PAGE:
The Pros and Cons of Having a Work Spouse
Close friendships with co-workers can help us perform better — or they can distract and drain us emotionally.
With the rise of 24/7 availability and (over)work culture, came the work spouse — the “special, platonic friendship with a work colleague characterized by a close emotional bond, high levels of disclosure and support, and mutual trust, honesty, loyalty, and respect,” per a definition developed through survey data by Chad McBride, PhD, and Karla Mason Bergen, PhD, two communications scholars in the U.S. While that definition sounds like an ideal relationship, in reality, like most relationships, having a work spouse (or several) is complicated and carries pros and cons.
The pros of working with a close friend
The most obvious advantage of having a work spouse, or close friends at work, boils down to the mere benefit of friendship: It makes us feel good. A 2015 study exploring the effects of close co-worker relationships, published in the journal Personnel Psychology, found people who had close friendships with colleagues reported being in a good mood more often than those who didn’t have close work friends.
Research suggests relationship closeness is highly related to openness. And while humans, as a social species, crave meaningful connections, the often-competitive nature of the workplace can preclude that kind of support. “With a work spouse you can be more vulnerable and be more open with feelings and frustrations,” Rick Lash, of the human resources consulting firm Korn Ferry Hay Group, told the BBC.
Work, work problems, and other colleagues were the top three topics of discussion between work spouses, according to a survey of 1,000 Americans by a U.S. job search engine earlier this year. This finding may seem obvious, or even banal, but these discussions fulfill a part of our identity in a way that discussions with others may not be able to, suggests Art Markman, PhD, a professor of psychology and marketing at the University of Texas, Austin, in an article for Fast Company.
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“Often, family members and friends outside the workplace do not have a real appreciation for what your career entails and what aspects of that career are most rewarding,” Art Markman, PhD, a professor of psychology and marketing at the University of Texas, Austin, writes for Fast Company. “A work spouse understands those aspects of the workplace, because that person is engaged in the same work, often for the same reasons. As a result, this person is someone that you don’t need to explain yourself to. It is valuable for people to have others who understand them and can validate their life choices.”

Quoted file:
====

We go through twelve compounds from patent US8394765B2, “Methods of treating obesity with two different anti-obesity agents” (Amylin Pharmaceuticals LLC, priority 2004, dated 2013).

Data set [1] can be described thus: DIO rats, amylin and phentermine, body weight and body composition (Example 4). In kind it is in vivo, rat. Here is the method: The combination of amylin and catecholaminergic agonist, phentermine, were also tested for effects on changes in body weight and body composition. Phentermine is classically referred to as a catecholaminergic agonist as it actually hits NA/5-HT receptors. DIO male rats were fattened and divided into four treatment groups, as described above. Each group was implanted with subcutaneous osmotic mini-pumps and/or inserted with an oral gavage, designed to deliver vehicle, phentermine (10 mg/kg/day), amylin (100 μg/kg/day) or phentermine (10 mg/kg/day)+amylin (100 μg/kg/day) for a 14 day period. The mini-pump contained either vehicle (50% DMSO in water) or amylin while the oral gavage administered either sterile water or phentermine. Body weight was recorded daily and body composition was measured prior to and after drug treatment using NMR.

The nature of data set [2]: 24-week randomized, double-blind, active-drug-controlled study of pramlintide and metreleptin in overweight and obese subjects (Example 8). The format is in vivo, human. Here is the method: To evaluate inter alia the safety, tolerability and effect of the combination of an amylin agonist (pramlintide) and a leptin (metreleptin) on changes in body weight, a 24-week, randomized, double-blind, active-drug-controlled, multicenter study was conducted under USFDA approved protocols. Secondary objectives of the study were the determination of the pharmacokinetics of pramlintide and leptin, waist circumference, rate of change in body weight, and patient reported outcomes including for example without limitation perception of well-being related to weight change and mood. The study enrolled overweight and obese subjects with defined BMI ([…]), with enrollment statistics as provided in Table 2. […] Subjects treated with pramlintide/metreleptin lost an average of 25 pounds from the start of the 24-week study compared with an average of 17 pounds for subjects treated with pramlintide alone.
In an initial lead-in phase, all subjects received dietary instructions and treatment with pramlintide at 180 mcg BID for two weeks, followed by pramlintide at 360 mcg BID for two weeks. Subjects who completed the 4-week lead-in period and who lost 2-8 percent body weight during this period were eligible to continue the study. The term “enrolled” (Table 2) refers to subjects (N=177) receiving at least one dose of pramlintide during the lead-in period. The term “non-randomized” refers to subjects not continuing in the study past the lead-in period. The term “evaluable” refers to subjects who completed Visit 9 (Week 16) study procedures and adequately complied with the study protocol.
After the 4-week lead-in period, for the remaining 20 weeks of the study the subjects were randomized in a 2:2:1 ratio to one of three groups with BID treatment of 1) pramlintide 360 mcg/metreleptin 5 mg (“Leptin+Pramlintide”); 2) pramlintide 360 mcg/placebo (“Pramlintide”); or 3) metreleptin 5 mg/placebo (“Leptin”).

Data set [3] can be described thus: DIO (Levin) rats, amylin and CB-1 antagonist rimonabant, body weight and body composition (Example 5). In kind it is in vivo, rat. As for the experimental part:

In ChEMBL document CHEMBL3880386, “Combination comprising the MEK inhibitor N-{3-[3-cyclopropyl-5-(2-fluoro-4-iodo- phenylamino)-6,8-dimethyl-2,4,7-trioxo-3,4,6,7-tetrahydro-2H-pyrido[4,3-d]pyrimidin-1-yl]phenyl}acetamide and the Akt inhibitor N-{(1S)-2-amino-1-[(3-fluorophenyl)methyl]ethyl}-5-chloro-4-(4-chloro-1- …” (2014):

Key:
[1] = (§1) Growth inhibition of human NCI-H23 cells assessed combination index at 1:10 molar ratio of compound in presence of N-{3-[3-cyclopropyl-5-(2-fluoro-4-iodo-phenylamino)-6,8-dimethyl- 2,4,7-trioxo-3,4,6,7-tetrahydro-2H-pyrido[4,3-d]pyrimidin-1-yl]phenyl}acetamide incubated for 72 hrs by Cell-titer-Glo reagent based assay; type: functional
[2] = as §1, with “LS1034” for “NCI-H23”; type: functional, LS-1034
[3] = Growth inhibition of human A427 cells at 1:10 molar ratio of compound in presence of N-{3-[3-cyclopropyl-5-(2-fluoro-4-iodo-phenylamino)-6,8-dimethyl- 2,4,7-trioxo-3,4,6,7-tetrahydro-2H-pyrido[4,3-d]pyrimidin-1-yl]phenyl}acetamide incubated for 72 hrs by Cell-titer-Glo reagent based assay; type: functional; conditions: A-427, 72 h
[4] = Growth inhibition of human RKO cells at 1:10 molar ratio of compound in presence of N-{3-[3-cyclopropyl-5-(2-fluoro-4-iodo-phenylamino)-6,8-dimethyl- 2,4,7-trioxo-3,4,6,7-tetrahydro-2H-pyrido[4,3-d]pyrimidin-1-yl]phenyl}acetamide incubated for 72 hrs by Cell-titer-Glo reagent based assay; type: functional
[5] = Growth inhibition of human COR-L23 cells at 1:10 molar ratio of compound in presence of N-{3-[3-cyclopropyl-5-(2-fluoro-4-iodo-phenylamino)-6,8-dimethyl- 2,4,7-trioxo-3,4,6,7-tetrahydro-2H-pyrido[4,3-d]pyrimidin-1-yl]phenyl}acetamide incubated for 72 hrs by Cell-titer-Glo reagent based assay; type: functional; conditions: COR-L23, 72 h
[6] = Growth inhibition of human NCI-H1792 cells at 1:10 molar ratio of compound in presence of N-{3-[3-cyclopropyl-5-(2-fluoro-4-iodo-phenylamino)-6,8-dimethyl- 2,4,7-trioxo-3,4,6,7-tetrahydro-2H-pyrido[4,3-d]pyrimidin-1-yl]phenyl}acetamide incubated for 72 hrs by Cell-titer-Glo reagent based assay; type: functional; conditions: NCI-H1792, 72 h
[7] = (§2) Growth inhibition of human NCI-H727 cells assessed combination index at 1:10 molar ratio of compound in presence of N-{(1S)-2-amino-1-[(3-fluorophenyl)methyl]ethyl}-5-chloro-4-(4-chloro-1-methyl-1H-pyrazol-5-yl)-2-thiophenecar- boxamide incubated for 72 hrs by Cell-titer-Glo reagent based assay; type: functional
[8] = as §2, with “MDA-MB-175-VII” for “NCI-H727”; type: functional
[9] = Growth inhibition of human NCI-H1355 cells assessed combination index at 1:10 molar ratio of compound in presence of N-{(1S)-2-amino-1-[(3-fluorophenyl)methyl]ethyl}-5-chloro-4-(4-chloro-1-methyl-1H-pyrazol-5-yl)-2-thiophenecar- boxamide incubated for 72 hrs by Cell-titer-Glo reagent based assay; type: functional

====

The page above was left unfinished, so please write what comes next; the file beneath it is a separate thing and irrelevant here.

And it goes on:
Work spouses can be a source of advice as well as an informal avenue of information that could aid one in getting ahead, David Burkus, DSL, an author and associate professor of leadership and innovation at Oral Roberts University, writes for Harvard Business Review.
Ideally, this all adds up to better performance. Burkus cites the same 2015 study, which also found having many multiplex relationships at work — multiplex describing relationships that exist in more than one context, e.g. as friend and colleague — significantly improved an employee’s performance, determined by manager evaluations.
The cons of working with a close friend
But like any intimate relationship, close friendships with colleagues have highs and lows. The trade-off against happier moods and better performance is greater distraction, compared to people with no close work friends — and distraction can increase stress and limit productivity, according to the same 2015 study.
That research also found work spouse(s) correlated with greater emotional exhaustion — mainly because these relationships are characterized by greater emotional connection. From the general strain of maintaining yet another close, intimate connection, to envying a friend’s advancement, to stress contagion. And while the authors don’t address it, it’s possible this emotional exhaustion is a greater risk for women who have a work spouse(s), given that women are already expected to shoulder the burden of emotional labor in their broader work environment.
Emotional labor at work “includes not only the expectation that women are supposed to take care of emotional needs, but any social activities in the workplace,” communication expert and author Celeste Headlee told Fast Company. “We’re also talking about the extra emotional labor that women have to go through in order to be smiling at work, in order to live up to the expectations of how we’re supposed to behave when we are at work.”
Ultimately, however, “workplace friends influence performance over and above purely instrumental or pure friendship-based relationships,” conclude the authors of the 2015 study. As long as the relationship feels healthy and supportive, the pros of a work spouse outweigh the cons.
Liesl Goecker is The Swaddle's managing editor.